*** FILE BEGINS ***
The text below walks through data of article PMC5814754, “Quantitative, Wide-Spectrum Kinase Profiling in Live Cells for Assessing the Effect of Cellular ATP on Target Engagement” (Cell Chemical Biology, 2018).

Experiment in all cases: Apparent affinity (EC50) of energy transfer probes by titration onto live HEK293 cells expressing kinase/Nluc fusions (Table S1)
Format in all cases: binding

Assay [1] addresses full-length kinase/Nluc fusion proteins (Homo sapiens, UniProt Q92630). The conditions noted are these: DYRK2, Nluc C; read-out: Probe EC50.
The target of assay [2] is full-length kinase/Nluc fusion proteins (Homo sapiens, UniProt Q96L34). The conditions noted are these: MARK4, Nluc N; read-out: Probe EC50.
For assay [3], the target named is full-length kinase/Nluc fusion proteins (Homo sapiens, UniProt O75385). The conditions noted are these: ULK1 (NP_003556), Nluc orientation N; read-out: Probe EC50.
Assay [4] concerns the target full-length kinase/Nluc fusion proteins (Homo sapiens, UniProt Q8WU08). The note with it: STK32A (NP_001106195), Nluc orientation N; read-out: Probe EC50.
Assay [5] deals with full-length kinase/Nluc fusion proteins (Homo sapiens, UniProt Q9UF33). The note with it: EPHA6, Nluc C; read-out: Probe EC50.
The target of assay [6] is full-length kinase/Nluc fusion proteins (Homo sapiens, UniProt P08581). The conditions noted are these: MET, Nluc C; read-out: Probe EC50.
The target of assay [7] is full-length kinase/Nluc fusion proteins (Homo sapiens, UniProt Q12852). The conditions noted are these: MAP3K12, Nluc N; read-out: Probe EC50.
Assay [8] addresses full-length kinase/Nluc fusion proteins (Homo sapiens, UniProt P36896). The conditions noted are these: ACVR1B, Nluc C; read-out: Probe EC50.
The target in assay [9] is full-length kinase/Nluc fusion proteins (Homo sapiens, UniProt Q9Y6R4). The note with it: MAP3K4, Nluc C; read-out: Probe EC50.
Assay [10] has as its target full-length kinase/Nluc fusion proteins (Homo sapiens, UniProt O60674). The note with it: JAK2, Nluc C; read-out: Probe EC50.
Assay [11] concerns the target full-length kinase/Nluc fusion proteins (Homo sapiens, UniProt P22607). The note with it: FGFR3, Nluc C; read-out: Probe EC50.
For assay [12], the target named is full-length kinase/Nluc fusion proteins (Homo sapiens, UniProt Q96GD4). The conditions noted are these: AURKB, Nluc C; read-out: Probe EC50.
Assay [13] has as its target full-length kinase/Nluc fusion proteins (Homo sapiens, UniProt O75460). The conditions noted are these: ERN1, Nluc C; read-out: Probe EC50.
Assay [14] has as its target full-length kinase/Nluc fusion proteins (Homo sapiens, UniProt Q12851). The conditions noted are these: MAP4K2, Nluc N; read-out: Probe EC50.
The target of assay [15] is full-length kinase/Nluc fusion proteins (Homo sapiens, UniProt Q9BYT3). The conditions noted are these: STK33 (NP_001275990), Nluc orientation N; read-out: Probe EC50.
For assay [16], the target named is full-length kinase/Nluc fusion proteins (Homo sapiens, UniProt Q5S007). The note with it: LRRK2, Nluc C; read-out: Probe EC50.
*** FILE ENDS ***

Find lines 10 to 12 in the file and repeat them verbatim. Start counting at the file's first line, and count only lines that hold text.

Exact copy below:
The target of assay [7] is full-length kinase/Nluc fusion proteins (Homo sapiens, UniProt Q12852). The conditions noted are these: MAP3K12, Nluc N; read-out: Probe EC50.
Assay [8] addresses full-length kinase/Nluc fusion proteins (Homo sapiens, UniProt P36896). The conditions noted are these: ACVR1B, Nluc C; read-out: Probe EC50.
The target in assay [9] is full-length kinase/Nluc fusion proteins (Homo sapiens, UniProt Q9Y6R4). The note with it: MAP3K4, Nluc C; read-out: Probe EC50.